It has been decades since I last saw the Pretty Things. During their psychedelic phase they used to play around the college circuit in London and I caught them a number of times. They were always great.
Back when they started out, and I was a mere lad of fifteen/sixteen I thought they were superb. Phil May’s hair was the longest and they were the ultimate rebel band. On telly they even put them in a cage. They were as big as the Stones to me. I loved those early singles – Rosalyn and Don’t Bring Me Down. They never disappointed. All those great R&B covers and the songs like Midnight To Six Man, Buzz The Jerk and great B-sides like Can’t Stand The Pain. I was always playing my stuff at maximum volume and my Mum used to keep shouting at me to turn it down. I used to, very unfairly I am ashamed to say, put that Pretty Things cover version of the Bo Diddley track Hey Mama, Keep Your Big Mouth Shut on the old Dansette and crank it up.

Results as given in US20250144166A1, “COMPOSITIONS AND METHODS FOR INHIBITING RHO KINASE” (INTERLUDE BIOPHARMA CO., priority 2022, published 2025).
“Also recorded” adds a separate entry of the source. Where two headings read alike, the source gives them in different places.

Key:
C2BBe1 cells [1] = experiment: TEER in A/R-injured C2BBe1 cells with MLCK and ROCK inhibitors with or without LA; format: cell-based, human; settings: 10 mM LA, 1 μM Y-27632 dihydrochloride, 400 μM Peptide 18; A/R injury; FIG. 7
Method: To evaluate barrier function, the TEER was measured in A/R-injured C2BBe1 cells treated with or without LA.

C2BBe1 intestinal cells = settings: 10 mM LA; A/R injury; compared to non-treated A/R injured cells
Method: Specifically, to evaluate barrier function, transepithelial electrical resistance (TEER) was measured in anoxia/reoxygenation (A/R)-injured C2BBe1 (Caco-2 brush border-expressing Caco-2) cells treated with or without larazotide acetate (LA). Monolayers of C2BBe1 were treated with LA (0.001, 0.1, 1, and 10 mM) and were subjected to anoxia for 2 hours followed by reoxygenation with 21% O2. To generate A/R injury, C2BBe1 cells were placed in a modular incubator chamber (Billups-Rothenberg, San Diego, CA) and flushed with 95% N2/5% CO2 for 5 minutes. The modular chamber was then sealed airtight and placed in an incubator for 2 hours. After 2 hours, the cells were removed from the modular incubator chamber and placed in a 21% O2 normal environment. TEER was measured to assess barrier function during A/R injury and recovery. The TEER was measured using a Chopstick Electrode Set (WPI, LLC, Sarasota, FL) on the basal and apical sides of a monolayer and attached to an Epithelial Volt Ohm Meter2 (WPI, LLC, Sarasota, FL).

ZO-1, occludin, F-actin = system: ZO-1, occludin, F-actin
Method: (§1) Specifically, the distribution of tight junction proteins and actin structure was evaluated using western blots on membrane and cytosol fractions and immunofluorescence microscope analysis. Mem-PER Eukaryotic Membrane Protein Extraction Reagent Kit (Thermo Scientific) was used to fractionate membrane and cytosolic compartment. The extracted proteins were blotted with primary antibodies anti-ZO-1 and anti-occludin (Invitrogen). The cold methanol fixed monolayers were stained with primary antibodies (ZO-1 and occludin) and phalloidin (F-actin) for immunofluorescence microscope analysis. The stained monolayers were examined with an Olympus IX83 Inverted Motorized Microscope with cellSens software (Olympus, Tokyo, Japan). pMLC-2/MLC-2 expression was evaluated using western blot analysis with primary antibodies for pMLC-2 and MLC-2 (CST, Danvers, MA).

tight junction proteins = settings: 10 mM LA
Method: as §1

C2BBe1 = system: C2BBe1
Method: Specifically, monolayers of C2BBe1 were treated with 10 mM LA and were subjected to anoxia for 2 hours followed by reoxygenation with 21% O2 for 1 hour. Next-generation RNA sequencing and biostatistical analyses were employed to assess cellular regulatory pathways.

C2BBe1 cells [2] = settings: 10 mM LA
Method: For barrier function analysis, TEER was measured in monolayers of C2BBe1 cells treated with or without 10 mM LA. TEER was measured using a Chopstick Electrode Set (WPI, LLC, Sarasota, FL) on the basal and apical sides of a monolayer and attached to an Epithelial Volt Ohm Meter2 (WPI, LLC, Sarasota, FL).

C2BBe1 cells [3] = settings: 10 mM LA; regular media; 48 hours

So when I saw they were on at Skegness I knew I just had to go. I wasn’t sure quite what to expect. Was it going to be the R&B stuff, the psychedelic or the progressive. I wasn’t disappointed. It was mainly R&B but with a bit of psychedelic and progressive thrown in.
Dick Taylor is brilliant. He was a founder member of the Rolling Stones – leaving in 1962 to form the Pretty Things. Just think what could have been.
So the Pretty Things were to blame for me spending a weekend with a bunch of strange Mersey Bands from my distant youth. Some of it was a bit twee but I had a good time and found a lot of it was good.
The highlight of the whole weekend was the brace of acoustic songs that Dick Taylor and Phil May performed as a duo. Muddy Water’s I Can’t Be Satisfied and Robert Johnson’s Come On In My Kitchen have rarely, if ever, sounded better.